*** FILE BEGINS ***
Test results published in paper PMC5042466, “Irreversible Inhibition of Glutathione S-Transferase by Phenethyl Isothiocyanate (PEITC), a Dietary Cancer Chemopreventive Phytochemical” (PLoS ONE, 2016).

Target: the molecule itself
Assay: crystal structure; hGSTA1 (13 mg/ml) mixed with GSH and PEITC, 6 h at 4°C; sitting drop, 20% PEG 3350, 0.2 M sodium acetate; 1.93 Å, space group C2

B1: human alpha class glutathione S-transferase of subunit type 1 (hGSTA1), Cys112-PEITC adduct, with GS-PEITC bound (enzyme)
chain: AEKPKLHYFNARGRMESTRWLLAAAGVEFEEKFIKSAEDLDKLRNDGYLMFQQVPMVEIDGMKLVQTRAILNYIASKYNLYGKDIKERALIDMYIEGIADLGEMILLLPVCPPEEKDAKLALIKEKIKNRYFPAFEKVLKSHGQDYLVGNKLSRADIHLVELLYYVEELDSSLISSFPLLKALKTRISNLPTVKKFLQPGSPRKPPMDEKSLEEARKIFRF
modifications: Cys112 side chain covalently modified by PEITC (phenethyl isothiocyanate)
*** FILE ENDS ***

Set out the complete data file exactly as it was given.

Test results published in paper PMC5042466, “Irreversible Inhibition of Glutathione S-Transferase by Phenethyl Isothiocyanate (PEITC), a Dietary Cancer Chemopreventive Phytochemical” (PLoS ONE, 2016).

Target: the molecule itself
Assay: crystal structure; hGSTA1 (13 mg/ml) mixed with GSH and PEITC, 6 h at 4°C; sitting drop, 20% PEG 3350, 0.2 M sodium acetate; 1.93 Å, space group C2

B1: human alpha class glutathione S-transferase of subunit type 1 (hGSTA1), Cys112-PEITC adduct, with GS-PEITC bound (enzyme)
chain: AEKPKLHYFNARGRMESTRWLLAAAGVEFEEKFIKSAEDLDKLRNDGYLMFQQVPMVEIDGMKLVQTRAILNYIASKYNLYGKDIKERALIDMYIEGIADLGEMILLLPVCPPEEKDAKLALIKEKIKNRYFPAFEKVLKSHGQDYLVGNKLSRADIHLVELLYYVEELDSSLISSFPLLKALKTRISNLPTVKKFLQPGSPRKPPMDEKSLEEARKIFRF
modifications: Cys112 side chain covalently modified by PEITC (phenethyl isothiocyanate)